In this case, you will also receive a notification from Google Search Console and will be able to see the issue in the manual action report by expanding the description with the affected URLs. You will most likely be able to fix the issues by following the guidelines and request Google to revise your site. Unfortunately, link-related reconsideration requests can take forever, so better act promptly, not when your whole site has been affected.

If you see a green checkmark under the Manual actions report, you are in the clear! Celebrate, be careful, and revise your site’s backlinks to avoid issues in the future. 

You can see a similar drop in traffic when your page is hit with a Penguin penalty. Since Penguin is a page-specific update, you will notice a huge drop for specific keywords, but it can affect bigger sections of your website as well.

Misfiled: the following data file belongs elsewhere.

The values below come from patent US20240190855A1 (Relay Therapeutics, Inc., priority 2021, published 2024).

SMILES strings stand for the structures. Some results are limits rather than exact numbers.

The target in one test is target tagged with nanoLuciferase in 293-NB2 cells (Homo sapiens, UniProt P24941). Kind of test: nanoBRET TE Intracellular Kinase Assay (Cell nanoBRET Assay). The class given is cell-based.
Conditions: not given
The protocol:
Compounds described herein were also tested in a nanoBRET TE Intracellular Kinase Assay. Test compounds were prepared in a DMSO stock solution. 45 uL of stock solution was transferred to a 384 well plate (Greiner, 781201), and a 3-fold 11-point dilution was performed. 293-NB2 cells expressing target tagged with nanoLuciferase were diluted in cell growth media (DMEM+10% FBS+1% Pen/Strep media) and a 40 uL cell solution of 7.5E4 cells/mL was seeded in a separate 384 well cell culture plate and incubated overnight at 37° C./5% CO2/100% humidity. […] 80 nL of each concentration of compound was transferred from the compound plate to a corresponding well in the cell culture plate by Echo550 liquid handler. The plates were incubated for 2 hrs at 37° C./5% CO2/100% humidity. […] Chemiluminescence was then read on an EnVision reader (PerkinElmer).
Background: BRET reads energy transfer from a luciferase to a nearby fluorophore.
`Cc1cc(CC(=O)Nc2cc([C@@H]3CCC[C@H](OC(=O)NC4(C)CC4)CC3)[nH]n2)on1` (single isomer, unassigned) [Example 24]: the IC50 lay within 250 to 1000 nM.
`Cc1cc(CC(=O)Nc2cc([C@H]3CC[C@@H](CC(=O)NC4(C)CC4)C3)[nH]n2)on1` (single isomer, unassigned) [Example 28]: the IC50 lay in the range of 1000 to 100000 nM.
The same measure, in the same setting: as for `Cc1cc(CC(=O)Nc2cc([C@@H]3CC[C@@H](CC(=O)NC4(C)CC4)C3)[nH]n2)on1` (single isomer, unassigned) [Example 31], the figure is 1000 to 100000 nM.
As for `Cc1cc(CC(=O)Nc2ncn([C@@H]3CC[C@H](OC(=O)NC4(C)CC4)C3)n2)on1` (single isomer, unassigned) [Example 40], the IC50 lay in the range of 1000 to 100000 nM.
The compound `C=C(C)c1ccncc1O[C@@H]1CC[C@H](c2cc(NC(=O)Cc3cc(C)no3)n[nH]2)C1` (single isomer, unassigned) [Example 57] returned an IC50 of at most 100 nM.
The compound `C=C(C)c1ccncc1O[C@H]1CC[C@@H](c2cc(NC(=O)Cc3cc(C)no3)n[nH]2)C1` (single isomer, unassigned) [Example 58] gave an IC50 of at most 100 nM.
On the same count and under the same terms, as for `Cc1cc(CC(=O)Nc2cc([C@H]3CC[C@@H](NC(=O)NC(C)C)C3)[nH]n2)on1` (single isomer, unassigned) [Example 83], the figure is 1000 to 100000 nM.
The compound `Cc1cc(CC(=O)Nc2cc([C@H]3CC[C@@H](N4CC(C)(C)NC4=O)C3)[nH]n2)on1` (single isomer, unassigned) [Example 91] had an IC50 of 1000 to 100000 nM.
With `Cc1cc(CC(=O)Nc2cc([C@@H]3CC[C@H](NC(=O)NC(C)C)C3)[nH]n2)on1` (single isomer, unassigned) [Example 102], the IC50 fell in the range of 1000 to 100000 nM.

In both cases, the recovery process will be long and hard. You need to stop using any harmful tactics that caused these issues in the first place and disavow links that seem to be the main suspects for causing havoc. Hope for the best, but be ready that the landing page might never recover fully as previously it was held up by bad links.

Building toxic backlinks is a quick fix. Aim for a long-term optimization plan – it might take more time and patience, but it definitely outweighs trying to recover from a penalty.

5. Backlink audit to find toxic links

A backlink audit allows you to check whether the site is in good shape and make sure that there are no spammy backlinks which could hinder future SEO efforts. Additionally, when you take a good look at your site’s backlinks, you quickly understand how powerful a good link profile is. You’ll see where you can get more high-value links that will boost your site’s performance and rankings.